5G UK auction

30 September 2022

Ofcom 5G auction

5G has launched in hundreds of towns and cities across the UK and on numerous networks – including the big four, but we only got to this point because of a couple of 5G spectrum auctions – the first of which took place back in 2018, and the second in 2021.

Without these auctions there would have been no 5G spectrum available to most networks, but this isn’t the end, with more 5G spectrum likely to be freed up – and perhaps auctioned – over time.

​We’ve put together a guide to everything you need to know about the 5G auctions, from what frequencies have been and are being sold off, to how much each network has won and more, while detailed information about the specifics of the different frequencies can be found in our guide to 5G frequencies in the UK.

First 5G Spectrum Auction Results Summary (5th April, 2018)


2.3GHz Spectrum Won 

3.4GHz Spectrum Won













Note: The 3.4GHz spectrum band here actually refers to spectrum ranging from 3.4GHz – 3.6GHz, with different operators acquiring spectrum across different parts of the band. Below we’ll detail exactly what spectrum each network acquired.

Ofcom’s first 5G spectrum auction was completed in April 2018, with EE, O2, Vodafone and Three all winning some spectrum.

O2 acquired the most, winning all 40MHz of the 2.3GHz spectrum that was being auctioned (paying £205,896,000), as well as 40MHz of 3.4GHz spectrum (for which it paid £317,720,000). Its 40MHz of 3.4GHz spectrum covered the 3500MHz – 3540MHz part of the band.

Vodafone meanwhile won 50MHz of 3.4GHz spectrum, paying £378,240,000, specifically acquiring the 3410MHz – 3460MHz part of the band.

EE paid £302,592,000 for 40MHz of 3.4GHz spectrum (covering 3540MHz – 3580MHz), and Three acquired the least, paying £151,296,000 for 20MHz of 3.4GHz spectrum, specifically the 3460MHz – 3480MHz range. However, the network already held 40MHz of 3.4GHz spectrum (specifically 3480MHz – 3500MHz and 3580MHz – 3600MHz), among other spectrum ideal for 5G.

In total, Ofcom auctioned 190MHz of high-capacity spectrum in the 2.3GHz and 3.4GHz bands, comprising 40MHz in the 2.3GHz band and 150MHz in the 3.4GHz band.

That amount is equivalent to roughly three-quarters of the spectrum auctioned by Ofcom at the 4G spectrum auction in 2013, and increased the spectrum available for mobile devices by nearly a third. Spectrum in these bands is well suited to 5G, as it can carry large amounts of data.

Second 5G Spectrum Auction Results Summary (27th April, 2021)


700MHz Spectrum Won 

3.6GHz Spectrum Won













Note: The 3.6GHz spectrum band here actually refers to spectrum ranging from 3.6GHz – 3.8GHz, with different operators acquiring spectrum across different parts of the band.

The principal stage of the UK’s second 5G spectrum auction was completed on 17th March, 2021, and by the end of April the whole process was complete.

All four major UK networks again acquired some spectrum in this auction, but EE acquired the most here, coming away with 40MHz of 3.6-3.8GHz spectrum (costing £168,000,000), and 40MHz of 700MHz spectrum. The 700MHz spectrum was split into 2 x 10MHz paired frequency lots (costing £280,000,000), and 20MHz of individual frequency lots (costing £4,000,000).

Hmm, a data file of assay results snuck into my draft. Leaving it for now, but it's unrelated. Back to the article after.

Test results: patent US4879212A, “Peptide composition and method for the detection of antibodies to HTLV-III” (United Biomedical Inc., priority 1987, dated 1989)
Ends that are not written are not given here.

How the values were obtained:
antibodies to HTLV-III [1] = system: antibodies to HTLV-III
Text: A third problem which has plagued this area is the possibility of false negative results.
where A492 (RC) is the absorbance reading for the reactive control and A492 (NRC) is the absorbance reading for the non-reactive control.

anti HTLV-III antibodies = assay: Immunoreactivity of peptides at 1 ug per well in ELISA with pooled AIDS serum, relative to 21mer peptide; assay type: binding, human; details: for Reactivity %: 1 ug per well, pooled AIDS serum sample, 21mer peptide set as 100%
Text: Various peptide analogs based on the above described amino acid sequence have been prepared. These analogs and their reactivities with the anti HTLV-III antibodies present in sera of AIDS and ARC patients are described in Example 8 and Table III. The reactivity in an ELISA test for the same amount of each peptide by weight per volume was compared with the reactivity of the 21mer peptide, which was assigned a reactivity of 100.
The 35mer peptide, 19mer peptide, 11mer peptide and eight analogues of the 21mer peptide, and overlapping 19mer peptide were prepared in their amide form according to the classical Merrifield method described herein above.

EE’s 3.6GHz spectrum covers the 3680-3720MHz part of the band, while its 700MHz spectrum covers the 723-733MHz, 778-788MHz, and 738-758MHz parts of that band.

The next most was acquired by O2, which came away with 40MHz of 3.6-3.8GHz spectrum (for £168,000,000), and 2 x 10MHz (so 20MHz total) of paired frequency 700MHz spectrum (for £280,000,000). O2’s 3.6GHz spectrum covers 3760-3800MHz, while its 700MHz spectrum covers 703-713MHz and 758-768MHz.

Then there’s Vodafone, which secured 40MHz of 3.6-3.8GHz spectrum (for £176,400,000), but no 700MHz spectrum. That spectrum is placed in the 3720-3760MHz part of the band.

The least spectrum was acquired by Three, which came away with just 20MHz (2 x 10MHz of paired frequency) 700MHz spectrum (for £280,000,000). This covers the 713-723MHz and 768-778MHz parts of the 700MHz band.

In total in this auction then, Ofcom auctioned 80MHz of 700MHz spectrum, and 120MHz of 3.6-3.8GHz spectrum. This increases the spectrum available to mobile networks by around 18%.

This spectrum comes with a 20-year licence, so the winning networks currently have access to it until 2041.

What is the auctioned spectrum being used for?

The 2.3GHz spectrum was immediately available to operators to provide extra capacity for their 4G and 3G networks. The band is supported by a wide range of mobile devices from the likes of Apple, Samsung and others.

The 3.4GHz spectrum is not compatible with most current non-5G devices and is being used for the rollout of 5G networks. It has been identified as central to 5G rollout across Europe. The good news is that there’s a large range of 5G phones now that will be able to make use of this spectrum.

As for the spectrum sold off at the second auction, the 3.6-3.8GHz spectrum is also ideal for 5G use, while the 700MHz spectrum is ideal for improving coverage in rural areas and inside buildings. EE for example has confirmed that it will use its 700MHz spectrum to boost indoor 5G coverage.

It’s worth noting that while we’re counting 700MHz spectrum as 5G spectrum here (given that some or all networks that have access to it will use it for 5G), it’s lower frequency than we tend to think of as 5G spectrum being, and it could be just as well suited to 4G networks.